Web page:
$ umount /dev/display/sarcasm
guys, the Paris convention, the basis of all world patents states that:
1. a patent must be NEW
2. MUST SHOW AN INVENTIVE STEP (not be obvious..)
3. be reproducible
-> all patent offices forget that and grant evrithing to evryone
also, Computer Programs can NOT be patented, but this is a method
I'm not sure that being in the market first is much of a defence, Nokia were in the market much, much earlier than HTC.
All three of them are being sued by a company called ADC who aren't even in the market. They all end up in counter-attacks anyway.
It's just the broken US patent system, they'll all end up in cross-licensing deals eventually and in the mean time every time Apple gets involved all the commentards can start frothing at the mouth and saying "See?! See?! Apple are evil b*stards!!!!".
The only dispute that appears to have been really significant was NTP vs RIM back in 2002 when RIM lost a case that covered the core "push" technology that was (is?) their USP. RIM were hit with a massive fine and faced having to close down because their products would have been banned in the US - pretty much their only market in those days.
"every time Apple gets involved all the commentards can start frothing at the mouth and saying "See?! See?! Apple are evil b*stards!!!!"."
The US patent system may be broken but going after HTC is a clear case of throwing patents around because they feel they can. They are hoping to crush a little competitor and perhaps scare off some of the bigger fish in the sea by showing some strength. Notice they don't go charging after Palm or Motorola even though the latter makes phones very similar to HTC with the same OS. They may claim they like fair competition as a pretext for going after HTC but they're fully aware that if they pulled the patent shit with the bigger kids in the pool, they'd themselves nose down at the bottom of the deep end.
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Gian is right. To a be a patent there has to be no prior art and no only that but the solution has to be 'novel'. A solution which is 'obvious' is not patentable. You can argue what 'obvious' is - but going by the description given above the solution seems to me to be about the most obvious it can be for the problem. Therefore not an enforceable patent.
Being a smart arse I've got a few patents in my time - so I do know something about the whole patenting process.
But not being a lawyer who knows what idiocy will come out of this. Pretty sad on Apples front.
And I totally agree that software should not be patentable, and neither should life. It seems big companies like it this way. Why? Because it favors big companies. It also I'd argue stifles innovation.
I hate patents - the whole system needs to be destroyed, no more patents.
However, the world we live in patents are a big thing for corporations, so why are we faulting a company from playing by the (horrible) rules? Rather than attack Apple, pehaps channel that frustration into dismantling what is the most progress prohibiting feature of our broken society?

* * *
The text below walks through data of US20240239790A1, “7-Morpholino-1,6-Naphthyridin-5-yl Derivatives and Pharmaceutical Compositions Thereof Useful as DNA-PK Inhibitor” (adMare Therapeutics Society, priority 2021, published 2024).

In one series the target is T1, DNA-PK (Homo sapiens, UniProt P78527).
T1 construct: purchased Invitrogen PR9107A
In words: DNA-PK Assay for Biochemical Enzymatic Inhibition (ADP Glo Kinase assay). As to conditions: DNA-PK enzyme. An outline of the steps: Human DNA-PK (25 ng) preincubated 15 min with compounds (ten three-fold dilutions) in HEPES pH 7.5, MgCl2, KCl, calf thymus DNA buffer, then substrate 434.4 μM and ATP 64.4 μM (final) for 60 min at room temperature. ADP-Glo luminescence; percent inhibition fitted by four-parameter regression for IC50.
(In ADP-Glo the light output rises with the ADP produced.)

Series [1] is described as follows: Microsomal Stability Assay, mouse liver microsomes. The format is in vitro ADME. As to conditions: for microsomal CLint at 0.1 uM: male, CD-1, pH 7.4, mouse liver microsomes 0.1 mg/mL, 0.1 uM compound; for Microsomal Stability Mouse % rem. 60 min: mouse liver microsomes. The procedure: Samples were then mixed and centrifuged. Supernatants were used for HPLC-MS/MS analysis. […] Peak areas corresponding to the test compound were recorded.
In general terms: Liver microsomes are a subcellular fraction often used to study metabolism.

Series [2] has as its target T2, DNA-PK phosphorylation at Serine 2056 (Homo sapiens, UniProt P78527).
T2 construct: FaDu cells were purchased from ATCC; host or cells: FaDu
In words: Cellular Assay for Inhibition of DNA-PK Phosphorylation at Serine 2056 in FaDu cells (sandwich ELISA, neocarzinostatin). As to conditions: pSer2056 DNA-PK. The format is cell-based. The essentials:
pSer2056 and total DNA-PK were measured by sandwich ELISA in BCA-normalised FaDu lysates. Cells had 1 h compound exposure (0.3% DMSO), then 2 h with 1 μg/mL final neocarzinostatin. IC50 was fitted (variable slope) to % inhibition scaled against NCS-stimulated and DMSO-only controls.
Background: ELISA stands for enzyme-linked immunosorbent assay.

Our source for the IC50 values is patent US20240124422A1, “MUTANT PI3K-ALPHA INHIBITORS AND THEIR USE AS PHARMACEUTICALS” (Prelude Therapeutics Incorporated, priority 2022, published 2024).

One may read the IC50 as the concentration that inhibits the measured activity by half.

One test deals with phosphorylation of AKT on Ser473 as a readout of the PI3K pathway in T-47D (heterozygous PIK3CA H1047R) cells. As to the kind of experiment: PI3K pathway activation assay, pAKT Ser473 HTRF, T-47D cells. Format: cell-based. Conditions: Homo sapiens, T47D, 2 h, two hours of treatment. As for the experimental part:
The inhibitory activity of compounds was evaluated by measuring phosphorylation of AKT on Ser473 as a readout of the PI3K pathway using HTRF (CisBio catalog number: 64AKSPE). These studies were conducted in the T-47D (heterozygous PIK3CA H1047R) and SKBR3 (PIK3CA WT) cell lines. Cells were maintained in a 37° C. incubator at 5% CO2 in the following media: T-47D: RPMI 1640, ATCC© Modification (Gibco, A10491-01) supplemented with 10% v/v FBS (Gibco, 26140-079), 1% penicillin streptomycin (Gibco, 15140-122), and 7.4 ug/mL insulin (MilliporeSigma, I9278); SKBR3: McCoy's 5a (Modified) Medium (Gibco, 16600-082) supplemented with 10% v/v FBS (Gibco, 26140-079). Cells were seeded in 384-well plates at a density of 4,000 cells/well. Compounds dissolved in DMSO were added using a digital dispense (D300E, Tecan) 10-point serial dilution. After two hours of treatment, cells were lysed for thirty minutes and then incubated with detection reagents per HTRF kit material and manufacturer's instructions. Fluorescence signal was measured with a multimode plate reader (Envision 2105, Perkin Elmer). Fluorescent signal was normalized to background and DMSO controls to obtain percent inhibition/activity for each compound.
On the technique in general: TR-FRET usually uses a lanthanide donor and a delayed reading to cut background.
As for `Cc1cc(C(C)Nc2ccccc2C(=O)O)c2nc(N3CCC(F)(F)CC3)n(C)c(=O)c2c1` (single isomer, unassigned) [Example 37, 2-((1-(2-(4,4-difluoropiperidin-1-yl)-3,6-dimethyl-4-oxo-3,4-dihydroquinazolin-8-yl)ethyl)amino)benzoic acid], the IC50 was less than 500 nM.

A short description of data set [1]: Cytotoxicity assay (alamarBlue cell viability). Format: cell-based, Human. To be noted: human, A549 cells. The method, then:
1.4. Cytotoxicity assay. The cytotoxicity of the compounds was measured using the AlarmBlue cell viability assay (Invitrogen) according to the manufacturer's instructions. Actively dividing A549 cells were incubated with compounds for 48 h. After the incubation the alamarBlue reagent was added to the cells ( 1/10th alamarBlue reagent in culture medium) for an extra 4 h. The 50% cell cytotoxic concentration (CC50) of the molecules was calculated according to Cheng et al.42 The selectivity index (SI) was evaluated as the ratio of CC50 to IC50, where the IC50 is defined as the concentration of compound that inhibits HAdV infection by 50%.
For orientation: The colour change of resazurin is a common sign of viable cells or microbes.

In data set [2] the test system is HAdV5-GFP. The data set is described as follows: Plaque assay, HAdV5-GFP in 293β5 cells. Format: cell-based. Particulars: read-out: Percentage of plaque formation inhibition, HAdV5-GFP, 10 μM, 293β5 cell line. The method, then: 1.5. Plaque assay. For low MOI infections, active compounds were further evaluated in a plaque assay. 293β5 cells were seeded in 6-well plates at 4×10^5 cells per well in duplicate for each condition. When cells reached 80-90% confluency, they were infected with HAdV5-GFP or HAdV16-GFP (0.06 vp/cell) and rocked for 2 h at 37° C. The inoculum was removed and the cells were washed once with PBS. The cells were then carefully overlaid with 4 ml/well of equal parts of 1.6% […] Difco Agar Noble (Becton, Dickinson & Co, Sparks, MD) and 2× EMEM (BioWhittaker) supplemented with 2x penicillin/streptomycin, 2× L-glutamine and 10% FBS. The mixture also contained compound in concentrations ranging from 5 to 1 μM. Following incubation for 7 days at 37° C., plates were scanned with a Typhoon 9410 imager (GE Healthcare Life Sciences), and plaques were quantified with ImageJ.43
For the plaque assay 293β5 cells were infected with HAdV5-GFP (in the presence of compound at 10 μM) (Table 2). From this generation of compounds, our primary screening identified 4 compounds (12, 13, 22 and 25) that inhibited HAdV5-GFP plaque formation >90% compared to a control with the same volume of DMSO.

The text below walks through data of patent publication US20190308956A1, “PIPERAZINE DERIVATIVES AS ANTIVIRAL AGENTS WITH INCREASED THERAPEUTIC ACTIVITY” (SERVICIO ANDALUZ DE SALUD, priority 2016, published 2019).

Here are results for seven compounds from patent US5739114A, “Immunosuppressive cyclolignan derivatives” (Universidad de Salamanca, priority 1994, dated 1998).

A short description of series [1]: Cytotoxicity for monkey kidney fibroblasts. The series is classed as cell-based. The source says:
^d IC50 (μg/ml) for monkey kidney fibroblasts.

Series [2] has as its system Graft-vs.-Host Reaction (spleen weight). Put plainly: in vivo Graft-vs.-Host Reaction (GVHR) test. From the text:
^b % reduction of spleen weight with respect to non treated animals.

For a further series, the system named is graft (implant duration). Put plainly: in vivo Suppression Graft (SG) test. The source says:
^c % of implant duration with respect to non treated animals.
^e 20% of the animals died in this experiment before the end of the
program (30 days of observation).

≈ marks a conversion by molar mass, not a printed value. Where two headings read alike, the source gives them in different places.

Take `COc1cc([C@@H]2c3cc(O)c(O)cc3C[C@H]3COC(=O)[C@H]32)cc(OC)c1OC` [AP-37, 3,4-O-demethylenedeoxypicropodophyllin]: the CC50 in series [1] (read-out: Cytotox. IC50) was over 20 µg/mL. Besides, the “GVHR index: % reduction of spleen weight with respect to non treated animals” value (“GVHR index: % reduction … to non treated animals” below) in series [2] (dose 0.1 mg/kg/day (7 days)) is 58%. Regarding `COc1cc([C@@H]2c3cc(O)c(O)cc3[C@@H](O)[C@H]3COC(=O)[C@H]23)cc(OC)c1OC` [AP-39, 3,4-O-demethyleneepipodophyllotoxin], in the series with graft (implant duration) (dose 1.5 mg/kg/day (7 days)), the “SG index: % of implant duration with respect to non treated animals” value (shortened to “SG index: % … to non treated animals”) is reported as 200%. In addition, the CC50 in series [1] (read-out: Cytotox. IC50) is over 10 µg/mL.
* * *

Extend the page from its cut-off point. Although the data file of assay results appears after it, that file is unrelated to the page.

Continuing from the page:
Apple is just doing what corporates do. Mobile technology is the hot consumer device with big money to be made, and big money to protect. Every company that owns patents does it. Hell, IBM is the company with the most, more than most (all?) countries in the world outside the US.
Very true. However, of all of the companies mentioned, only Apple has based it's entire corporate identity on the idea that it is a supporter and facilitator of 'personal freedom and creativity'.
It is the hypocrisy of this position - claiming to be 'holier than thou' while actually being one of the most sinister, orwellian and anti-freedom (of hardware, historically, and more recently of it's "platforms") companies in existence - which irritates many, including myself.
You make no sense, and I wasn't apologising for Apple, I hate that they participate in the world of patents, but it's the world in which we *all* live so I can't fault them for playing by the rules we set out for them.
Personal freedom and creativity? Is that why people buy Apple products? I always thought it was because they build devices with an excellent user experience. I think you attach these sorts of things to Apple so you can fault them for being the exact opposite in order to win your argument, which is that they are...
Sinister, Orwellian, 'holier than thou' - you make me laugh. They are a greedy corporate, just like all the other ones. They are no better, no worse than any of them in that respect, they are just right now more successful than all but one.
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Apple is going after HTC because it knows that HTC devices are the only serious threat to the iPhone, particularly Android units with Flash support. By embroiling HTC in patent wrangles, Apple ultimately hopes to negatively impact HTC's share price. Typical business bully behavior of a global brand. It won't work though. HTC has been doing handsets for far longer and will I'm sure have patents that Apple is infringing upon.
Effectively, this is like me saying "hey, it would be cool if my monitor sorted itself out automatically when I plugged it in, instead of me having to mess around with a settings dialog". Then, provided I'm the first person who informs the patent office about my stroke of genius, no-one else is allowed to implement such a system without my say-so.